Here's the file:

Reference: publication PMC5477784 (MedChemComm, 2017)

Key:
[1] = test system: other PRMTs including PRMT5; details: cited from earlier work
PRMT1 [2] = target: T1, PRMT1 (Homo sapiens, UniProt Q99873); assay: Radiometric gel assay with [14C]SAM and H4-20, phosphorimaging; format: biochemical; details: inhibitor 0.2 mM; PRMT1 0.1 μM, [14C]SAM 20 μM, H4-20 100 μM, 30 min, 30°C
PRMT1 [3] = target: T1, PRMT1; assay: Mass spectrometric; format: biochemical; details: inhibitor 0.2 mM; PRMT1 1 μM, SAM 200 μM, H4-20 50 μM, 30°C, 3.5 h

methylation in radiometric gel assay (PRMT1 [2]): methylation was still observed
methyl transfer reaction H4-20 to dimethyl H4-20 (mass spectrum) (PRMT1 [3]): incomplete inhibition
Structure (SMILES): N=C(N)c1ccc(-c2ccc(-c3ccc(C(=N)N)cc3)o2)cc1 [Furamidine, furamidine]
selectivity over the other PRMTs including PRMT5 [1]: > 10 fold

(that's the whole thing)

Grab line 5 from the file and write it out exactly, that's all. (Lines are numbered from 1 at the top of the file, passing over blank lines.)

PRMT1 [3] = target: T1, PRMT1; assay: Mass spectrometric; format: biochemical; details: inhibitor 0.2 mM; PRMT1 1 μM, SAM 200 μM, H4-20 50 μM, 30°C, 3.5 h